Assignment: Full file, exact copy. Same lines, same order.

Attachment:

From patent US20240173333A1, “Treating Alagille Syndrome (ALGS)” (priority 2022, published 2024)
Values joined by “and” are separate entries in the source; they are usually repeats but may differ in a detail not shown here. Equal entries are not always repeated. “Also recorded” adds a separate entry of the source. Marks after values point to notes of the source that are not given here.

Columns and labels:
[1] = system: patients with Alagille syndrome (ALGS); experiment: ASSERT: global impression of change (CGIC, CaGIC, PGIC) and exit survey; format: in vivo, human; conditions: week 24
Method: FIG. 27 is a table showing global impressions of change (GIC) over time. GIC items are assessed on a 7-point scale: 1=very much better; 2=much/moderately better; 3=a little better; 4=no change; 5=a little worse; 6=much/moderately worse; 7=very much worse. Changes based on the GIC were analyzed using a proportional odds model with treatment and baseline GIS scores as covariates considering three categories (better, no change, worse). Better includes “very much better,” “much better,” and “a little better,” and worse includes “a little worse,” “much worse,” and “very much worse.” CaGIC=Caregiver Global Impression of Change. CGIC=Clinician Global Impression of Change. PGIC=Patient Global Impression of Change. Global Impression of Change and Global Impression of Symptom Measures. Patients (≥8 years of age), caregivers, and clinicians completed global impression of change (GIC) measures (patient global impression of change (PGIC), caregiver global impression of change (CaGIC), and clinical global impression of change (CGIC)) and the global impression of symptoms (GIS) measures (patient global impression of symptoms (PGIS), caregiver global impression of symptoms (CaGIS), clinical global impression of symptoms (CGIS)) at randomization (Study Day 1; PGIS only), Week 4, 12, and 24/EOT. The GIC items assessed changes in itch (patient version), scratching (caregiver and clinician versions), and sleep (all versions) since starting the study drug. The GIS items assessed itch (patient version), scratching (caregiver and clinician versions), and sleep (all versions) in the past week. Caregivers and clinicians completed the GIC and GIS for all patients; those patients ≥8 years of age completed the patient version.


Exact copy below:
From patent US20240173333A1, “Treating Alagille Syndrome (ALGS)” (priority 2022, published 2024)
Values joined by “and” are separate entries in the source; they are usually repeats but may differ in a detail not shown here. Equal entries are not always repeated. “Also recorded” adds a separate entry of the source. Marks after values point to notes of the source that are not given here.

Columns and labels:
[1] = system: patients with Alagille syndrome (ALGS); experiment: ASSERT: global impression of change (CGIC, CaGIC, PGIC) and exit survey; format: in vivo, human; conditions: week 24
Method: FIG. 27 is a table showing global impressions of change (GIC) over time. GIC items are assessed on a 7-point scale: 1=very much better; 2=much/moderately better; 3=a little better; 4=no change; 5=a little worse; 6=much/moderately worse; 7=very much worse. Changes based on the GIC were analyzed using a proportional odds model with treatment and baseline GIS scores as covariates considering three categories (better, no change, worse). Better includes “very much better,” “much better,” and “a little better,” and worse includes “a little worse,” “much worse,” and “very much worse.” CaGIC=Caregiver Global Impression of Change. CGIC=Clinician Global Impression of Change. PGIC=Patient Global Impression of Change. Global Impression of Change and Global Impression of Symptom Measures. Patients (≥8 years of age), caregivers, and clinicians completed global impression of change (GIC) measures (patient global impression of change (PGIC), caregiver global impression of change (CaGIC), and clinical global impression of change (CGIC)) and the global impression of symptoms (GIS) measures (patient global impression of symptoms (PGIS), caregiver global impression of symptoms (CaGIS), clinical global impression of symptoms (CGIS)) at randomization (Study Day 1; PGIS only), Week 4, 12, and 24/EOT. The GIC items assessed changes in itch (patient version), scratching (caregiver and clinician versions), and sleep (all versions) since starting the study drug. The GIS items assessed itch (patient version), scratching (caregiver and clinician versions), and sleep (all versions) in the past week. Caregivers and clinicians completed the GIC and GIS for all patients; those patients ≥8 years of age completed the patient version.